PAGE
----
Beginner’s OCaml setup on Mac

FP is beautifil. Don’t ask why, just take as given that in my text it is so. Otherwise, why in the world would I write about it?
03 July 2017   1717

Haskell is beautiful as well. It’s pure FP, strong and it is a Ph.D.’s language. After almost 20 years of knowing it I still learn it. Good read.

The only bad thing about FP and Haskell is myself. I have a brain that’s quite of an engineer kind. I love doing things rather than reason about heavy math underneath.

That’s mainly why back in mid-2000s when I had to write something able to work on a low-budget hardware I chose OCaml. Not only because it had a moderate memory footprint and good native-code performance. It also was a reasonably writable language for me (the language can both forgive you lack of Ph.D. degree and teach you rather good functional style). The docs, the runtime, the stdlib and third-party libs API and tools were so good that I could start writing a production software after a week of reading and excercising.

Enough OCaml praising for now. It is praising itself good enough without my poor propaganda. I’ve written a thing in it and that thing made me some money for some years. Then the money chose Ruby and webdev so I followed that direction.

Recently, I decided to return to my FP musings and remembered that good old programming language. Of course I still love Haskell but… Haskell holds me in a friendzone because I’m still not a Ph.D. So I bought “Real World OCaml” (the book’s free web version is also googlable) and launched a console. Well, looks like things in OCaml world got fancier since my mid-2000s experiments. Now we have opam for managing the dependencies, utop the toplevel (quite a hipster thing) and better Emacs support. These things we’ll use to setup our OCaml student environment.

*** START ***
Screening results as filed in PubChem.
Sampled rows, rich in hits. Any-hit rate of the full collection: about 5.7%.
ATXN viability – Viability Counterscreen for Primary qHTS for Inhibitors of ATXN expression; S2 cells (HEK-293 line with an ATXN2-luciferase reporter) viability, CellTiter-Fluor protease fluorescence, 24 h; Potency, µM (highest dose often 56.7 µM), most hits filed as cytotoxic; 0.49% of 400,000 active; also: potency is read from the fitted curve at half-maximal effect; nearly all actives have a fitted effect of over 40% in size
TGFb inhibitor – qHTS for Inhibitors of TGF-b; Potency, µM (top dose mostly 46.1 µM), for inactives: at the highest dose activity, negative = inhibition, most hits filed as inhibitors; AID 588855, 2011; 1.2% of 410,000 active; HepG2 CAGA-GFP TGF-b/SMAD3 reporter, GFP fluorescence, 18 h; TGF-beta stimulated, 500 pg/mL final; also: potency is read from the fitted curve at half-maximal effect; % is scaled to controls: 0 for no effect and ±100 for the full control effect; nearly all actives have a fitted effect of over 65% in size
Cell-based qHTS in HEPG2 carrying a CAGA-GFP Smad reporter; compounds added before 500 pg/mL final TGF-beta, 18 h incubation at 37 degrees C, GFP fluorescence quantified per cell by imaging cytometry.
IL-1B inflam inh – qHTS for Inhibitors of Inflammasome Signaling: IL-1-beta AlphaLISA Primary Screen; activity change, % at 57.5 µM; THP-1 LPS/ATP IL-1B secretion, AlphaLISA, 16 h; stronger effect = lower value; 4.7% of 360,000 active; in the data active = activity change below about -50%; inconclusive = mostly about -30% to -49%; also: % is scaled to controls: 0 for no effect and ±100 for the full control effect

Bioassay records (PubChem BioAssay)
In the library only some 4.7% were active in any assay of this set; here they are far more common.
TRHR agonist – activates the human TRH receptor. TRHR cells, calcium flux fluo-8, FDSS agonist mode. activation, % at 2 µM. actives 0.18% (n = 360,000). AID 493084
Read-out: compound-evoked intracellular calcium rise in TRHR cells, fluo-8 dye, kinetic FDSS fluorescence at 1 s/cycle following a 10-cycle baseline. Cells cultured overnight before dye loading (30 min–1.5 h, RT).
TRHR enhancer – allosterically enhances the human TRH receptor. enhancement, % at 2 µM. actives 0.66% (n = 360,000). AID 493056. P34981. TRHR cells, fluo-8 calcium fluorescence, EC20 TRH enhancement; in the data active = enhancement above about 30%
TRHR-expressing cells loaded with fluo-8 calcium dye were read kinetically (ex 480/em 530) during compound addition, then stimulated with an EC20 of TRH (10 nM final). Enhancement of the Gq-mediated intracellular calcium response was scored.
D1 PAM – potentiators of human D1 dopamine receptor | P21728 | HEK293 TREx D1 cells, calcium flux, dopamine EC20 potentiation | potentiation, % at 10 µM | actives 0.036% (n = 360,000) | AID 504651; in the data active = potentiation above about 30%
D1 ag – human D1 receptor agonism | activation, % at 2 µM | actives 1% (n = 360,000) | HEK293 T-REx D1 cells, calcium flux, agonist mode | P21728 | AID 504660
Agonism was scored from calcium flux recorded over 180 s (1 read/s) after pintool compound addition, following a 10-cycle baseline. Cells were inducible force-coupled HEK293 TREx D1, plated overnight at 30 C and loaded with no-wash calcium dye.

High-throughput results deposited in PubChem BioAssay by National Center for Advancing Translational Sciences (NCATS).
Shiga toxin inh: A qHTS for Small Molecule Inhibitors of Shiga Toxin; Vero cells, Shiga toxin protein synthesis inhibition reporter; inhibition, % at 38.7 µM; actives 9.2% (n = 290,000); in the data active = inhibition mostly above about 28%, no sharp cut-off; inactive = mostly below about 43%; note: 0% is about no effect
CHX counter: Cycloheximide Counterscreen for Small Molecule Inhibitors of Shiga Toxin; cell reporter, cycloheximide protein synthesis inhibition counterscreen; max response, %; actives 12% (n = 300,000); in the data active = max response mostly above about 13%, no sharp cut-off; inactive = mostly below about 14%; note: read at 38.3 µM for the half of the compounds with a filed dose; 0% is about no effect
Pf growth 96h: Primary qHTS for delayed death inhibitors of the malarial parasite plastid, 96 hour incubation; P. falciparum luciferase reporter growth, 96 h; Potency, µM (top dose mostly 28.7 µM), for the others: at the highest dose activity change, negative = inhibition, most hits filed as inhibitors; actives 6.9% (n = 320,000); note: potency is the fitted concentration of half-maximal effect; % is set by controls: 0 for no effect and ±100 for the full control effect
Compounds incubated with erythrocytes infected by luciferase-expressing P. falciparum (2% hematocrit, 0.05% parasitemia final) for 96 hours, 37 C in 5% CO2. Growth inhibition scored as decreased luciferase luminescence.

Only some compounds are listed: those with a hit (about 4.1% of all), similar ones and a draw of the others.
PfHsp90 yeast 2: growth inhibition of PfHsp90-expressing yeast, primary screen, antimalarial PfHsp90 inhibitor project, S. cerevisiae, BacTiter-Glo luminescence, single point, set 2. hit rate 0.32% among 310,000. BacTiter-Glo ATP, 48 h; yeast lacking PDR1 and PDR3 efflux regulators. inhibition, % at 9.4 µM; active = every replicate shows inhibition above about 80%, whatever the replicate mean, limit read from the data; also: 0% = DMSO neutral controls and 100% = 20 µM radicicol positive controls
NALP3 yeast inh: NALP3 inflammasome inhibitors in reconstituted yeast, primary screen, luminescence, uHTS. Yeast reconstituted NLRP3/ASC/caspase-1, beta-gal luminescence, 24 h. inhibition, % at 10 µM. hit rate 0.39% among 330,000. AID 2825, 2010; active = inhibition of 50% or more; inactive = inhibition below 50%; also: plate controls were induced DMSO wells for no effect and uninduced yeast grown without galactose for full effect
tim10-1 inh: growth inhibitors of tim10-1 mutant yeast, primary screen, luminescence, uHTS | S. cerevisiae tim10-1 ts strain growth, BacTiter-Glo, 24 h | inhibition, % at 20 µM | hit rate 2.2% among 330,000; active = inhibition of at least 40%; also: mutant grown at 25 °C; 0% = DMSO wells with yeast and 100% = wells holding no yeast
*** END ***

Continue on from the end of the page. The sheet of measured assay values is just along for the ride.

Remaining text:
Here’s my short note of how to setup the beginner’s OCaml programming environment on a mac. Mine is mid-2012 MacBook Pro with Sierra onboard.

Setting up the tools

First, let’s make a dir where we will experiment. I have that old Unix admin’s superstition that it’s better to do everything standing in the right place. BTW I use fish shell, so beware.

➜  work mkdir ocaml-tutorial; cd ocaml-tutorial
➜  ocaml-tutorial

Now, let’s install the language and it’s package manager, the opam.

NB: this command will also install ocamlbuild tool. We’ll meet this name later. Upon installing brew will give some usage hints, of which these are most useful:

OPAM uses ~/.opam by default for its package database, so you need to
initialize it first by running (as a normal user):
$  opam init
Run the following to initialize your environment variables:
$  eval `opam config env`

Ok, nailed it.

What a hipster thingy :) I like those little camels. Truely it’s as friendly as those famous “Don’t panic” thing. Here I found the bad thing: somehow the fish scripts shipped with opam are breaking fish bootup so if you use fish you better just go to your ~/.config/fish/, delete “OPAM section” and paste there the contents of ~/.opam/opam-init/ Also, if you’ve got fish 2.3.1 you’d better remove all quotes and semicolons from that text. Finally these worked for me:

# OPAM configuration
set -gx PATH /Users/paul/.opam/system/bin $PATH
set -gx OCAML_TOPLEVEL_PATH /Users/paul/.opam/system/lib/toplevel
set -gx PERL5LIB /Users/paul/.opam/system/lib/perl5:$PERL5LIB